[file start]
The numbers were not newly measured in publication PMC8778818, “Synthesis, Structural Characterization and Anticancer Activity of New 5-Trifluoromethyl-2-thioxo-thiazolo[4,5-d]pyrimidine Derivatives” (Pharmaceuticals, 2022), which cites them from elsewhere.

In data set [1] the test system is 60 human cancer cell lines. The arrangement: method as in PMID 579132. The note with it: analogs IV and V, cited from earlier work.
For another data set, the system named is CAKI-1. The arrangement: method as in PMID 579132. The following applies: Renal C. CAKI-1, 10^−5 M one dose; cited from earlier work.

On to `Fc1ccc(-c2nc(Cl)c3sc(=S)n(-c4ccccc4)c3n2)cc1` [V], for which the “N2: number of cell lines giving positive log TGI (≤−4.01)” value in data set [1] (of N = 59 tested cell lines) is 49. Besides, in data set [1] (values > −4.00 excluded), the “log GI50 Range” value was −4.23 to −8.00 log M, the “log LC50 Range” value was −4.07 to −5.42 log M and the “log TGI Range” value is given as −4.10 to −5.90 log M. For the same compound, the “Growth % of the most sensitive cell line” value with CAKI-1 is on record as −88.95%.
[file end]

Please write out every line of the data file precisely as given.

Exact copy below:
The numbers were not newly measured in publication PMC8778818, “Synthesis, Structural Characterization and Anticancer Activity of New 5-Trifluoromethyl-2-thioxo-thiazolo[4,5-d]pyrimidine Derivatives” (Pharmaceuticals, 2022), which cites them from elsewhere.

In data set [1] the test system is 60 human cancer cell lines. The arrangement: method as in PMID 579132. The note with it: analogs IV and V, cited from earlier work.
For another data set, the system named is CAKI-1. The arrangement: method as in PMID 579132. The following applies: Renal C. CAKI-1, 10^−5 M one dose; cited from earlier work.

On to `Fc1ccc(-c2nc(Cl)c3sc(=S)n(-c4ccccc4)c3n2)cc1` [V], for which the “N2: number of cell lines giving positive log TGI (≤−4.01)” value in data set [1] (of N = 59 tested cell lines) is 49. Besides, in data set [1] (values > −4.00 excluded), the “log GI50 Range” value was −4.23 to −8.00 log M, the “log LC50 Range” value was −4.07 to −5.42 log M and the “log TGI Range” value is given as −4.10 to −5.90 log M. For the same compound, the “Growth % of the most sensitive cell line” value with CAKI-1 is on record as −88.95%.